Connecticut Rebound: Higher-Paying Jobs Start To Stir
Low-Wage Gains Marked Recovery Until Recent Months
May 22, 2011
The strong hiring across the country and in Connecticut last month came as a relief, but the mix of jobs being created shouldn't be forgotten in the glow of the good news.
"Last year, we were seeing very unbalanced growth, with most of the job growth coming from mid- and especially low-wage industries," said Annette Bernhardt, who has studied the job gains as policy co-director of the National Employment Law Project. "In the last few months we're starting to see growth pick up in some of the higher wage industries that last year were still continuing to lose jobs."
In Connecticut from 2010 until April, the job gains were disproportionately in temp agency hires and retail, which are largely low-wage, and in health care, which carries a mix of pay levels.
"On average, we were adding poor-quality jobs. That was the same as the national pattern," said economist Fred Carstensen, director the Connecticut Center for Economic Analysis at the University of Connecticut.
The recession job losses were heaviest in fields with lots of well-paid workers — insurance and finance — and in areas with lots of solid middle-class jobs, like construction, real estate and manufacturing. Industries that fall in the top third of salaries sustained 40 percent of the job cuts.
Since the start of 2010, improvement has been slow in total numbers of jobs, and even worse when it comes to replacing the best jobs that were lost. Nationally, through January of this year, just 14 percent of the jobs gained back were in high-wage industries, but February, March and April were better, and now 24 percent of the hiring has been in the best-paying industries.
Connecticut began adding jobs at the start of 2010, and since then, employers in the state have added back 31,000 positions — better progress than the nation as a whole. Still, that's only 26 percent of the hole the recession blew in the state's labor market, well below the pace of recovery of most previous recessions.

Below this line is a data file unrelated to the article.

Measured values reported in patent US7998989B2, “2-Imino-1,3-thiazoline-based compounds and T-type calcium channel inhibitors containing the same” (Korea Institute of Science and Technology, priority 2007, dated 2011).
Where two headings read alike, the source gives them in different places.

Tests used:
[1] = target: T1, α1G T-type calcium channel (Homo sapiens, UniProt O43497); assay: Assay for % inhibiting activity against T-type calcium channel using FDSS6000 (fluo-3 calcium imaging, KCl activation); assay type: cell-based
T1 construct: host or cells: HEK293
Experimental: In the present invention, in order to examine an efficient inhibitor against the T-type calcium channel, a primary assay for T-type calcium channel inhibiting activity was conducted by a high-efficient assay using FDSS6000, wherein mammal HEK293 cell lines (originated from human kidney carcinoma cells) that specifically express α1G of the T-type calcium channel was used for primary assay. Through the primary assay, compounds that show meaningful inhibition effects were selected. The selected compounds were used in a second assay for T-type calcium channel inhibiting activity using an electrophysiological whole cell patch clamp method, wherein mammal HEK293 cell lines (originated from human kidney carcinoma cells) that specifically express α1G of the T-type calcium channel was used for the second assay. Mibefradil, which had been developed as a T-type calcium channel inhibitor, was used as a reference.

The experience of a few unemployed workers in information technology in Connecticut, and the perspective of their would-be employers, illustrates the problem in high-wage areas.
Mike Krenesky, of Beacon Falls, was one of tens of thousands of Connecticut's high-wage workers who were downsized. He worked for an India-owned company that writes specialized software that helps companies such as Pepperidge Farms manage sales and inventory.
His company had programmers in India and sales employees in Norwalk, including Krenesky, a project manager for about four years, who made more than $85,000 a year. His department was eliminated in October 2009.
It was the third time he'd been downsized since he began working in IT 30 years ago, but this job hunt has been nothing like the others. When he was laid off from IBM in 2002, it took him six months to find a new job in Wallingford, though he took a 13 percent pay cut. When he was laid off from the Wallingford company when those jobs moved to Atlanta, in 2005, it took him five months to get the Norwalk job, and he was able to get the same wage.